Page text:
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Habitat Magazine Business of Management 2021

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ARCHIVE ARTICLE

No Longer Welcome

Welcome mats may not be welcome in New York City buildings anymore. The New York City Fire Code currently prohibits storage of “combustible materials” in “corridors.” Does that mean that the draperies, tables, benches, framed prints, coat racks, and welcome mats in apartment building hallways should be removed?

According to David Goodman, a management executive at Tudor Realty, the issue was first addressed in the 2008 fire code. It has since been incorporated, with certain changes, into the 2014 fire code, which discourages the use of doormats in hallways (but not in lobbies), and encourages their placement inside dwelling units. The 2014 code states: “Doormats are commonly manufactured of combustible or highly combustible material and typically are not flame-proofed. Doormats also present potential tripping hazards in a location meant to serve as a means of egress.”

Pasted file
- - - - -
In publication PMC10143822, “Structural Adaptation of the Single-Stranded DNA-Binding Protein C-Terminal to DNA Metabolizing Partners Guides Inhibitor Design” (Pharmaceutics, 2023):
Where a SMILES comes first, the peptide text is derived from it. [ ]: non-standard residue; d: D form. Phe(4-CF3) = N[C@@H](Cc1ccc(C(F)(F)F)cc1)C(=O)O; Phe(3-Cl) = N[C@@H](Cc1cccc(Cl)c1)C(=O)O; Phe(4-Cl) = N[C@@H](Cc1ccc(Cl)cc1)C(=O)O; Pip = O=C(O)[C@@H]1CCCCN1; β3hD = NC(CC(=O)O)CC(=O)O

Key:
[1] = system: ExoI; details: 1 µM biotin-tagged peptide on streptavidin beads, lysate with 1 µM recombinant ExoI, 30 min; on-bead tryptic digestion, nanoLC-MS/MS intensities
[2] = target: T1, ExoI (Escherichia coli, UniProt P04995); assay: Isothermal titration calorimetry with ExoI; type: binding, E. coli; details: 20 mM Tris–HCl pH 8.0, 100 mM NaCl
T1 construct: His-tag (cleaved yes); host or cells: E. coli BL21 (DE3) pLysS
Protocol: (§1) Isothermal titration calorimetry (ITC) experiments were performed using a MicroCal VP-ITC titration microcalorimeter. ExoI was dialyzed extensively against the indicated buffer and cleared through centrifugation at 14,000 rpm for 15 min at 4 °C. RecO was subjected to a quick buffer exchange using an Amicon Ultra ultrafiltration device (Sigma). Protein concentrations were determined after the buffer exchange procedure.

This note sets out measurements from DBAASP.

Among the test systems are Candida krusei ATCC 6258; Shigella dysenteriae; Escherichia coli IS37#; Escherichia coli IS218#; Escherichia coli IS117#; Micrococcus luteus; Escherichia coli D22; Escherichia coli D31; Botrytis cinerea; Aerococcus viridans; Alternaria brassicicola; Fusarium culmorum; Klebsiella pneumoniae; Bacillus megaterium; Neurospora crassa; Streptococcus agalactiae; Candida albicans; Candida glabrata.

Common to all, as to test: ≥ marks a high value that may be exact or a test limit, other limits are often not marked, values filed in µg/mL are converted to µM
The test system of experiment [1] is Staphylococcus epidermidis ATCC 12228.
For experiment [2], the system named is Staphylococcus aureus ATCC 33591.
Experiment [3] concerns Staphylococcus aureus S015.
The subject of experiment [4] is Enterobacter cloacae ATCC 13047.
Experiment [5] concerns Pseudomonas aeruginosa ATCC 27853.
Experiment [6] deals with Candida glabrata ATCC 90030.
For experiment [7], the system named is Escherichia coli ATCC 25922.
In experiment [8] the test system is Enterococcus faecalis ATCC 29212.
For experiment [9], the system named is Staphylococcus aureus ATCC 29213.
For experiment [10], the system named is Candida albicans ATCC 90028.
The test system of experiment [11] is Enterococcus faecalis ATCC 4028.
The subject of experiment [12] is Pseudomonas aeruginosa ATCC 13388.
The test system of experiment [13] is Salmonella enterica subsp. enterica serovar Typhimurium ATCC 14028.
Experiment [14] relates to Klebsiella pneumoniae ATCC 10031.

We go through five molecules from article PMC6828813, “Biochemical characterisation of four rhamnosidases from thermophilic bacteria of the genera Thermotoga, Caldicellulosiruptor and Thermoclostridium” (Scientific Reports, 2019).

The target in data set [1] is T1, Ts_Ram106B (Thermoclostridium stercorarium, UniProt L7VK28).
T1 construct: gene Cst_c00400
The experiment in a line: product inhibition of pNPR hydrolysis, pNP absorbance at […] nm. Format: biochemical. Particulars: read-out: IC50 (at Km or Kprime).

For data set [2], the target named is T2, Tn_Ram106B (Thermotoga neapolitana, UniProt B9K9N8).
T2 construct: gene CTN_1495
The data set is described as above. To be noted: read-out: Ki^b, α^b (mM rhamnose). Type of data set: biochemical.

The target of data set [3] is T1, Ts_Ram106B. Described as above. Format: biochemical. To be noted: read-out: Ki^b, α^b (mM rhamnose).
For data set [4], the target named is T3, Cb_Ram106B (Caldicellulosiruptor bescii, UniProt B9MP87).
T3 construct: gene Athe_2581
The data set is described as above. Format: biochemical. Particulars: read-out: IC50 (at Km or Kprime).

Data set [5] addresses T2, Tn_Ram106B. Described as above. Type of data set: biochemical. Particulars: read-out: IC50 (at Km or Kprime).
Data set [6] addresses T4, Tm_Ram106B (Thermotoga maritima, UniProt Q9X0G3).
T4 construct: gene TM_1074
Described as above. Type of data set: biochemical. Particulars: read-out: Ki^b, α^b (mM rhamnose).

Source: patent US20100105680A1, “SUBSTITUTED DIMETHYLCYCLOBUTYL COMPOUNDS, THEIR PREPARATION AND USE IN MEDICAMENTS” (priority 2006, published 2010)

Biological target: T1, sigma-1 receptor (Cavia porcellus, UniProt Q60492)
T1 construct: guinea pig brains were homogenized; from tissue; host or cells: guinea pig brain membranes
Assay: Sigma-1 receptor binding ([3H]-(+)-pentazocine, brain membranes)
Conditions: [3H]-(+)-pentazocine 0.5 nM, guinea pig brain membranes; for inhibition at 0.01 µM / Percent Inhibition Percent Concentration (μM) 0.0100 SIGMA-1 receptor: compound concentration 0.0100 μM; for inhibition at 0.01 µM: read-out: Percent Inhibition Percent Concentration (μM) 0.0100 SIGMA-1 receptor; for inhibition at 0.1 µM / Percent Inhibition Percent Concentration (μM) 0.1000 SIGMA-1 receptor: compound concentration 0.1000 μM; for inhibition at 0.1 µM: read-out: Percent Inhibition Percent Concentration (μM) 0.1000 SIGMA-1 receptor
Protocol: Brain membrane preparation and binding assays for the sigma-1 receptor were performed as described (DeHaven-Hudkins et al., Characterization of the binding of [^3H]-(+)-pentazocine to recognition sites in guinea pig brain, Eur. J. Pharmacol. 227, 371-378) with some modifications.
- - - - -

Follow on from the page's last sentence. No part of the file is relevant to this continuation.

The good news, however, is that the fire department will issue violations and order removal of doormats only when their size, material, or location present an undue fire safety or tripping hazard. Oversize doormats can be considered to be area rugs, which the fire department says “must be non-combustible, or flame-proofed by an approved method.” The department encourages residents to place the mats inside apartments. The bottom line, says Goodman, is that doormats “are prohibited but enforcement is discretionary.”

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